clock menu more-arrow no yes

Filed under:

Vuelta Stage 2: Scary Good Times

New, comments

Hilly stage to crazy footpath should be entertaining

World’s Most Dangerous Footpath Set To Reopen In Spain Photo by David Ramos/Getty Images

Stage 2: Marbella — Caminito del Rey, 163km

Time to get the Vuelta moving forward. Nothing like a rolling stage to a crazy gorge for some good, light entertainment.

What’s It About?

I’m a bit short on time so I’ll just say that it’s a nice ride around the hills of Málaga. Pablo posted some stuff in my Six Stages preview and might have more to say here. Or wait til later because he’ll be at the race and undoubtedly post about it. There’s your real expertise, the guy who rides these hills for fun on the weekends. It won’t be any sort of epic challenge for the pros but it’ll be a good time.

Stage Details

Mappa:

Vuelta stage 2 map

Malaga is just east of all this. Profile tho:

Gradients are pretty low, especially for the Guadalhorce climb, which they do twice. Low for them anyway.

Caminito del Rey
Getty Images

Did You Know?

The real attraction is the finishing point, a hydroelectric dam, and its “caminito” or little walkway. This isn’t some camino of historical and/or religious meaning; it’s simply the path that was carved into the steep vertical cliffs for the guys working on the dam. And it’s a totally unacceptable 1-meter-wide traverse high off the ground with no rails in places, although apparently it’s just been rebuilt to cause a bit less death. The photo above shows the new walkway, nice and safely fenced in, just above the old completely insane one.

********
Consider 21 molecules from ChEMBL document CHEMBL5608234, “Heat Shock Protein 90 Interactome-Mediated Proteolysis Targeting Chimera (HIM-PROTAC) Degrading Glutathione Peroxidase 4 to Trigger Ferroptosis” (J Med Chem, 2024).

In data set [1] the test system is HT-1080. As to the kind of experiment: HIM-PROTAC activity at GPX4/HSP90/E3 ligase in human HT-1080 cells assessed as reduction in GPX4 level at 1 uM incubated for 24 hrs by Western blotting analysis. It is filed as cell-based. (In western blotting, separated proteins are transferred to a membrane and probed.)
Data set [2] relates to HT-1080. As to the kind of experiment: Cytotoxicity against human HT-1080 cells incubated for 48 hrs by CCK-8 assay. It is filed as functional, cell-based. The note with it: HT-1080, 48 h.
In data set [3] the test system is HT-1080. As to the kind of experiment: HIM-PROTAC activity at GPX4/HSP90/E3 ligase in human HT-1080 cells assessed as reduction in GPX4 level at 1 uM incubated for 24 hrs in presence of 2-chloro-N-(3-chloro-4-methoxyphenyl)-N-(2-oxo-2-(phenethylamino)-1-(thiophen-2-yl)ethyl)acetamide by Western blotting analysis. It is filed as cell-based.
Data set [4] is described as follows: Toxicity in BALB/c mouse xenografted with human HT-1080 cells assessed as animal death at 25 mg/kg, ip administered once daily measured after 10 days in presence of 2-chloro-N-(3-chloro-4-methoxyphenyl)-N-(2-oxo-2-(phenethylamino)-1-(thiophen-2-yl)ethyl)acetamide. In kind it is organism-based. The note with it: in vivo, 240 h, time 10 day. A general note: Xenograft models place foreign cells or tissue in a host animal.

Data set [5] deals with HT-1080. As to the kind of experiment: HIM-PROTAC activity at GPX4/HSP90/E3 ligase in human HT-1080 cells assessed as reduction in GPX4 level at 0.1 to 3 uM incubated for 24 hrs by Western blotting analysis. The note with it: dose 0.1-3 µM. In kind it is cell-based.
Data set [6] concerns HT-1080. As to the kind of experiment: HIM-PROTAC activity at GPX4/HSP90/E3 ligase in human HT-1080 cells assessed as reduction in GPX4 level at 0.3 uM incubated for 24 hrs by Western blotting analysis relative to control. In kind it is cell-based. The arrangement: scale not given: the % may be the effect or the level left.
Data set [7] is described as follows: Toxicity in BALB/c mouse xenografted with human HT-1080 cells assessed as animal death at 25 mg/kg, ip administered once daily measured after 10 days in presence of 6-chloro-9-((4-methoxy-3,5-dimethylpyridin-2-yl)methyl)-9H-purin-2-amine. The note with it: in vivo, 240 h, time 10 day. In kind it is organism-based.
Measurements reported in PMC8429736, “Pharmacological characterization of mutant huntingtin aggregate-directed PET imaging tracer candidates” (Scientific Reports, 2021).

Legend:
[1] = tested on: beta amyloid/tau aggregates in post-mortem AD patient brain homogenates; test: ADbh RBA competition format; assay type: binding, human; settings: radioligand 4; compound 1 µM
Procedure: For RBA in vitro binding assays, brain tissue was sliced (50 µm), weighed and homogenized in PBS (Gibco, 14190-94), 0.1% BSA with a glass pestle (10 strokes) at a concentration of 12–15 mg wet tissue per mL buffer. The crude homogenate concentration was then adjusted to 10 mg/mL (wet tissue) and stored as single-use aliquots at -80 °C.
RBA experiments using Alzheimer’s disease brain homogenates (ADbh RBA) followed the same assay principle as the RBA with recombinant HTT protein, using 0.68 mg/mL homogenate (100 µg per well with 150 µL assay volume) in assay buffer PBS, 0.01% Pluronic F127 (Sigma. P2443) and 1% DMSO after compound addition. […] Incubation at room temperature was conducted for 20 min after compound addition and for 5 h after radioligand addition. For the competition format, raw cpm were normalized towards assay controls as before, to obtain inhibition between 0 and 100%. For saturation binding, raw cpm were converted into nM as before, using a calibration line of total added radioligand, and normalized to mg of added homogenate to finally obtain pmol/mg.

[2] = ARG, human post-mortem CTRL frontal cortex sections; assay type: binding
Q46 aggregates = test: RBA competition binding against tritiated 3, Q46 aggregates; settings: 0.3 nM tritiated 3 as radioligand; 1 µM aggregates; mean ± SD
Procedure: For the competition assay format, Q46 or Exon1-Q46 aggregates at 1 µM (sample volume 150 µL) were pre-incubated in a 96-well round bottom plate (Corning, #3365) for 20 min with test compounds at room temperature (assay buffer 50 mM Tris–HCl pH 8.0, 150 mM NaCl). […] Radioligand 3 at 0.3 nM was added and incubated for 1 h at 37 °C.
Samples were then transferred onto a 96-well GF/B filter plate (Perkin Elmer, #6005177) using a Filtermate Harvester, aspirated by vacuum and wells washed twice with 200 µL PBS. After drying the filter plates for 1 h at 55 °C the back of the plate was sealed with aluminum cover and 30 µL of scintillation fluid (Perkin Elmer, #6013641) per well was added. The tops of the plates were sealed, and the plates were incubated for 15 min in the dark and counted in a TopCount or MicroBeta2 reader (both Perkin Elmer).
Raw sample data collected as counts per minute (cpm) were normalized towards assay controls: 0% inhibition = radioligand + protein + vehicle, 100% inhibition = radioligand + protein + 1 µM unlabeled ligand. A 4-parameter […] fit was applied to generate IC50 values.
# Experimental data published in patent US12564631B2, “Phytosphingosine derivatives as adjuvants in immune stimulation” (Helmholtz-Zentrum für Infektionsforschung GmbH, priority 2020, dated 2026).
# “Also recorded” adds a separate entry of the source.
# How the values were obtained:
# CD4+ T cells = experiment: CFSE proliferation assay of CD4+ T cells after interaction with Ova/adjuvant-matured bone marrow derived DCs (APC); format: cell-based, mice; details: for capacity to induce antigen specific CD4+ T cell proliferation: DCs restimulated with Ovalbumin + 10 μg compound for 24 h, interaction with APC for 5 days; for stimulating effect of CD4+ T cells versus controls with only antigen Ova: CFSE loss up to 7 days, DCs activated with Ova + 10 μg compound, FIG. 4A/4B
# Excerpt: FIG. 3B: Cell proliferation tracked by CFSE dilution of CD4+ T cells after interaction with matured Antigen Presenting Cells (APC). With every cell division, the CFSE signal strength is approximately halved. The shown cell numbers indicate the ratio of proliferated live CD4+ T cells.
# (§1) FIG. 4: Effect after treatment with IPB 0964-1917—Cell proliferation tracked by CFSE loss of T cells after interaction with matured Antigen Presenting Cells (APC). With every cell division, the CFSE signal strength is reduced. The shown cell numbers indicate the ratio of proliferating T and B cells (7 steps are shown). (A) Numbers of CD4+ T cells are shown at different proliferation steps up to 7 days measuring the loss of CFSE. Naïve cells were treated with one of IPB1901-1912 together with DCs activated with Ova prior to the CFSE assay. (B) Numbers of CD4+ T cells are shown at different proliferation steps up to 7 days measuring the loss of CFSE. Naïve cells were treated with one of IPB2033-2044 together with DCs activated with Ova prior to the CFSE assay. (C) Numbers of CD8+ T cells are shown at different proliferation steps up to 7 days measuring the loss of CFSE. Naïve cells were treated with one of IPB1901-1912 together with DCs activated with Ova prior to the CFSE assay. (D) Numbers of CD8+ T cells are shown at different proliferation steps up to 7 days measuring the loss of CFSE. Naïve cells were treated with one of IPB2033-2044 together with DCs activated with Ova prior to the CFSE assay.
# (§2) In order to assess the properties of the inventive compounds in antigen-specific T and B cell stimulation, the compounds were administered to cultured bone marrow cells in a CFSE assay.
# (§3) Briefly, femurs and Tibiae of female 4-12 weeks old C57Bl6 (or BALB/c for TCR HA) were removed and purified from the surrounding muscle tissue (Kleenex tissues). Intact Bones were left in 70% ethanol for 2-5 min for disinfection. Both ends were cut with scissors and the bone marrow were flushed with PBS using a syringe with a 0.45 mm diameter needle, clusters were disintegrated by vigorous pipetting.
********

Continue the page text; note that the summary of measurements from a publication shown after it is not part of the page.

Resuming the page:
Somehow “the world’s most dangerous walkway” has only caused five deaths, which is less than some other walkways I can think of, like the Columbia Gorge or the wrong alleyway in Naples or about half of America’s most important biking routes. But I’ll grant you, it looks way more dangerous than anything I’d ever try getting on.

Sporting Aspects

Hm, this stage won’t be decisive, as I said, but it does fall into that grey zone of “can they drop Sagan?” If no, then it should be an exceptionally easy outcome to predict. If yes, then the stage opens up to all the climbers who can sprint. This is not quite as close as we will get to Valverde Country (Murcia, just up the coast) but it’s good enough. Still, the last 5km look like this:

Stage 2 finish

Pick to Win

Peter Sagan. I think he hangs on, whereupon you can take this one to the bank.